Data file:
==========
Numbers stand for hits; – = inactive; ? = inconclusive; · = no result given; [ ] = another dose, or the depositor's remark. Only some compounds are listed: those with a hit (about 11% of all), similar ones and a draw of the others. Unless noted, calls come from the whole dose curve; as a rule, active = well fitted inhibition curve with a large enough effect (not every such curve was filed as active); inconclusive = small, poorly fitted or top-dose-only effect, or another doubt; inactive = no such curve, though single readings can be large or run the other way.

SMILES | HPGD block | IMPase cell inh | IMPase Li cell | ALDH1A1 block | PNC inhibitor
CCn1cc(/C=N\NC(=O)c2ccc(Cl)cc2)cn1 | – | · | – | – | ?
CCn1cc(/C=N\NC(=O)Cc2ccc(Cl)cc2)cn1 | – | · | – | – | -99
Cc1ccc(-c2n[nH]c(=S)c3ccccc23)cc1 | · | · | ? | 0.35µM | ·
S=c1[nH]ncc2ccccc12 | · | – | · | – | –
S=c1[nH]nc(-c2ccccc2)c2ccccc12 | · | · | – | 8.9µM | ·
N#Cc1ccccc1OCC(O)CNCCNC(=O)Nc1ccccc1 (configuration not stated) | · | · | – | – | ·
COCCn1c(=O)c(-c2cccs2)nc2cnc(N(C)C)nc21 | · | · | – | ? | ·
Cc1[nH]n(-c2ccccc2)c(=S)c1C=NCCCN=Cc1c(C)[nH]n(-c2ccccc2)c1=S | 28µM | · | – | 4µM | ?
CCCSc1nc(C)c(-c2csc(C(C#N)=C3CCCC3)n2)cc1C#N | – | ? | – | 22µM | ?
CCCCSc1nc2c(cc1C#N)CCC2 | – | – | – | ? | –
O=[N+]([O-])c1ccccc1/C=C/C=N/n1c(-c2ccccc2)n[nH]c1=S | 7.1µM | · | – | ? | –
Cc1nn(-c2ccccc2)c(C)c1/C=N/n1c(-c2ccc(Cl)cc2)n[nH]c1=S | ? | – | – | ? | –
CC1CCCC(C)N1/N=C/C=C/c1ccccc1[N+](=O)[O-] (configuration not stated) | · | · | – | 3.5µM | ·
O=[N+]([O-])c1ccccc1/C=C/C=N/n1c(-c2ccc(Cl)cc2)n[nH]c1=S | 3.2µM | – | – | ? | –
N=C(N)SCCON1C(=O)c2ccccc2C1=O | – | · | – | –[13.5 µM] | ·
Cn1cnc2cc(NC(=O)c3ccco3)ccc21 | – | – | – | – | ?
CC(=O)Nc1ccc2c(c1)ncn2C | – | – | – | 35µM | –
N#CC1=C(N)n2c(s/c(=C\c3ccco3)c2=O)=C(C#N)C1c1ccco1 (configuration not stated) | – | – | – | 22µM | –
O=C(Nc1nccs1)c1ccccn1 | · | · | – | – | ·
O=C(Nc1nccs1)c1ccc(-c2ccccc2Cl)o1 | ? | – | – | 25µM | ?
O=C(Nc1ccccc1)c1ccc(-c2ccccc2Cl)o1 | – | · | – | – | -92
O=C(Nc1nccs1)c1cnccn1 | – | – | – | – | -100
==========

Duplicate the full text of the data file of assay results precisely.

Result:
Numbers stand for hits; – = inactive; ? = inconclusive; · = no result given; [ ] = another dose, or the depositor's remark. Only some compounds are listed: those with a hit (about 11% of all), similar ones and a draw of the others. Unless noted, calls come from the whole dose curve; as a rule, active = well fitted inhibition curve with a large enough effect (not every such curve was filed as active); inconclusive = small, poorly fitted or top-dose-only effect, or another doubt; inactive = no such curve, though single readings can be large or run the other way.

SMILES | HPGD block | IMPase cell inh | IMPase Li cell | ALDH1A1 block | PNC inhibitor
CCn1cc(/C=N\NC(=O)c2ccc(Cl)cc2)cn1 | – | · | – | – | ?
CCn1cc(/C=N\NC(=O)Cc2ccc(Cl)cc2)cn1 | – | · | – | – | -99
Cc1ccc(-c2n[nH]c(=S)c3ccccc23)cc1 | · | · | ? | 0.35µM | ·
S=c1[nH]ncc2ccccc12 | · | – | · | – | –
S=c1[nH]nc(-c2ccccc2)c2ccccc12 | · | · | – | 8.9µM | ·
N#Cc1ccccc1OCC(O)CNCCNC(=O)Nc1ccccc1 (configuration not stated) | · | · | – | – | ·
COCCn1c(=O)c(-c2cccs2)nc2cnc(N(C)C)nc21 | · | · | – | ? | ·
Cc1[nH]n(-c2ccccc2)c(=S)c1C=NCCCN=Cc1c(C)[nH]n(-c2ccccc2)c1=S | 28µM | · | – | 4µM | ?
CCCSc1nc(C)c(-c2csc(C(C#N)=C3CCCC3)n2)cc1C#N | – | ? | – | 22µM | ?
CCCCSc1nc2c(cc1C#N)CCC2 | – | – | – | ? | –
O=[N+]([O-])c1ccccc1/C=C/C=N/n1c(-c2ccccc2)n[nH]c1=S | 7.1µM | · | – | ? | –
Cc1nn(-c2ccccc2)c(C)c1/C=N/n1c(-c2ccc(Cl)cc2)n[nH]c1=S | ? | – | – | ? | –
CC1CCCC(C)N1/N=C/C=C/c1ccccc1[N+](=O)[O-] (configuration not stated) | · | · | – | 3.5µM | ·
O=[N+]([O-])c1ccccc1/C=C/C=N/n1c(-c2ccc(Cl)cc2)n[nH]c1=S | 3.2µM | – | – | ? | –
N=C(N)SCCON1C(=O)c2ccccc2C1=O | – | · | – | –[13.5 µM] | ·
Cn1cnc2cc(NC(=O)c3ccco3)ccc21 | – | – | – | – | ?
CC(=O)Nc1ccc2c(c1)ncn2C | – | – | – | 35µM | –
N#CC1=C(N)n2c(s/c(=C\c3ccco3)c2=O)=C(C#N)C1c1ccco1 (configuration not stated) | – | – | – | 22µM | –
O=C(Nc1nccs1)c1ccccn1 | · | · | – | – | ·
O=C(Nc1nccs1)c1ccc(-c2ccccc2Cl)o1 | ? | – | – | 25µM | ?
O=C(Nc1ccccc1)c1ccc(-c2ccccc2Cl)o1 | – | · | – | – | -92
O=C(Nc1nccs1)c1cnccn1 | – | – | – | – | -100